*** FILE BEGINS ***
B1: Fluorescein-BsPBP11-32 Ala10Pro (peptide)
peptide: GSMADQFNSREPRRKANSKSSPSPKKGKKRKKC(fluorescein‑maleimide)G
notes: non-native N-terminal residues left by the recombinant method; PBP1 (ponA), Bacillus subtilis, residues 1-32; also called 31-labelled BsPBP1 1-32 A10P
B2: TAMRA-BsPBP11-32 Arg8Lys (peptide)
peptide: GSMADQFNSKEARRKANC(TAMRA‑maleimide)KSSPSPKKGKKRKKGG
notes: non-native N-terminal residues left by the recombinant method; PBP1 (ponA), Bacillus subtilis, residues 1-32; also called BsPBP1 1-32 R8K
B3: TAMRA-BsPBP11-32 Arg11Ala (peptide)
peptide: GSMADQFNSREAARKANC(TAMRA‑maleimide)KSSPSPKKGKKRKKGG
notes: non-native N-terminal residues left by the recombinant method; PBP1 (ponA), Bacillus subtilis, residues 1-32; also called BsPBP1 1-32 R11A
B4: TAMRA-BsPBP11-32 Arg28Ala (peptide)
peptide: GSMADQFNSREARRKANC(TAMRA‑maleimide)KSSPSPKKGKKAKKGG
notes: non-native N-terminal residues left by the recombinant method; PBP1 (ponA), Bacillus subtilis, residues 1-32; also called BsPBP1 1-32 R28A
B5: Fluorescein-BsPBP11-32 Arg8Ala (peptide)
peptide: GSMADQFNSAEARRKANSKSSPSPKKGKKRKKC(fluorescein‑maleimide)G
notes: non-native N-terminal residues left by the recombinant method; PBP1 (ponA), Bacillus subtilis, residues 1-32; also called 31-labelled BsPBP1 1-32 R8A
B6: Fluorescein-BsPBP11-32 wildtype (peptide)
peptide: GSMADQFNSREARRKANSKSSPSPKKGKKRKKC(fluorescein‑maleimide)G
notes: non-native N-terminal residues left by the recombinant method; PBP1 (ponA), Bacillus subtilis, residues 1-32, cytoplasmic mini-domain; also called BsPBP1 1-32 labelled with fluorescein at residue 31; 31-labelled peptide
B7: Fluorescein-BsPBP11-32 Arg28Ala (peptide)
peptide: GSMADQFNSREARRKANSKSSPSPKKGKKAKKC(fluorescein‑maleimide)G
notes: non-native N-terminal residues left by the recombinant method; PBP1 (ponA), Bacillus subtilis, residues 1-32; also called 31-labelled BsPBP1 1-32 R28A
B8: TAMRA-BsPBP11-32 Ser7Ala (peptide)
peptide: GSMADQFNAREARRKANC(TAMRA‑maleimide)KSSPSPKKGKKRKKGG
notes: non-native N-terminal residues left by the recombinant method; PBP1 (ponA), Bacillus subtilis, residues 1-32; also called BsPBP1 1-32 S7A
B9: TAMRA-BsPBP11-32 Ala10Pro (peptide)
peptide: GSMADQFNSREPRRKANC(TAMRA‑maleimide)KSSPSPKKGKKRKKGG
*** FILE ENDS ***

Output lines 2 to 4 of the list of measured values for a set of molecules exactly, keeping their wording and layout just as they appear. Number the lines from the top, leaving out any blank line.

peptide: GSMADQFNSREPRRKANSKSSPSPKKGKKRKKC(fluorescein‑maleimide)G
notes: non-native N-terminal residues left by the recombinant method; PBP1 (ponA), Bacillus subtilis, residues 1-32; also called 31-labelled BsPBP1 1-32 A10P
B2: TAMRA-BsPBP11-32 Arg8Lys (peptide)